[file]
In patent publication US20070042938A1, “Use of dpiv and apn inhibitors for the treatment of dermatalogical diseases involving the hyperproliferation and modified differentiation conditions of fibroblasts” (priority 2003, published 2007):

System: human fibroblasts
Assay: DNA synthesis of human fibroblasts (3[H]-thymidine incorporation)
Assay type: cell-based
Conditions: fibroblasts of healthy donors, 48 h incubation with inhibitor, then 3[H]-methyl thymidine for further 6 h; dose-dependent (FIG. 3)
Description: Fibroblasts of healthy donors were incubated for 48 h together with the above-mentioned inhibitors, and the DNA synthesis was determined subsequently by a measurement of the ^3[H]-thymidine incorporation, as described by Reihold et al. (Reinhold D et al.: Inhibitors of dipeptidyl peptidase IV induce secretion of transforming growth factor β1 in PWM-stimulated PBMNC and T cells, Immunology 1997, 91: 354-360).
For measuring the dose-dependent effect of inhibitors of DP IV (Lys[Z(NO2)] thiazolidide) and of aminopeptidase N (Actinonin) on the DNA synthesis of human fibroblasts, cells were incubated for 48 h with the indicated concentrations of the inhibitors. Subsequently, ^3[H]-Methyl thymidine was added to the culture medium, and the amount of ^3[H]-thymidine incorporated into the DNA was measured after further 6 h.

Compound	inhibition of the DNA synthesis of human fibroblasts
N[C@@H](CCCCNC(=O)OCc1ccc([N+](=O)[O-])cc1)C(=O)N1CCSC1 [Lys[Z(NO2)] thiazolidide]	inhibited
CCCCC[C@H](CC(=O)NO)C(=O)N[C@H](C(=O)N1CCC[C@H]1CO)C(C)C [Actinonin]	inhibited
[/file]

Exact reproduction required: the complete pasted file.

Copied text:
In patent publication US20070042938A1, “Use of dpiv and apn inhibitors for the treatment of dermatalogical diseases involving the hyperproliferation and modified differentiation conditions of fibroblasts” (priority 2003, published 2007):

System: human fibroblasts
Assay: DNA synthesis of human fibroblasts (3[H]-thymidine incorporation)
Assay type: cell-based
Conditions: fibroblasts of healthy donors, 48 h incubation with inhibitor, then 3[H]-methyl thymidine for further 6 h; dose-dependent (FIG. 3)
Description: Fibroblasts of healthy donors were incubated for 48 h together with the above-mentioned inhibitors, and the DNA synthesis was determined subsequently by a measurement of the ^3[H]-thymidine incorporation, as described by Reihold et al. (Reinhold D et al.: Inhibitors of dipeptidyl peptidase IV induce secretion of transforming growth factor β1 in PWM-stimulated PBMNC and T cells, Immunology 1997, 91: 354-360).
For measuring the dose-dependent effect of inhibitors of DP IV (Lys[Z(NO2)] thiazolidide) and of aminopeptidase N (Actinonin) on the DNA synthesis of human fibroblasts, cells were incubated for 48 h with the indicated concentrations of the inhibitors. Subsequently, ^3[H]-Methyl thymidine was added to the culture medium, and the amount of ^3[H]-thymidine incorporated into the DNA was measured after further 6 h.

Compound	inhibition of the DNA synthesis of human fibroblasts
N[C@@H](CCCCNC(=O)OCc1ccc([N+](=O)[O-])cc1)C(=O)N1CCSC1 [Lys[Z(NO2)] thiazolidide]	inhibited
CCCCC[C@H](CC(=O)NO)C(=O)N[C@H](C(=O)N1CCC[C@H]1CO)C(C)C [Actinonin]	inhibited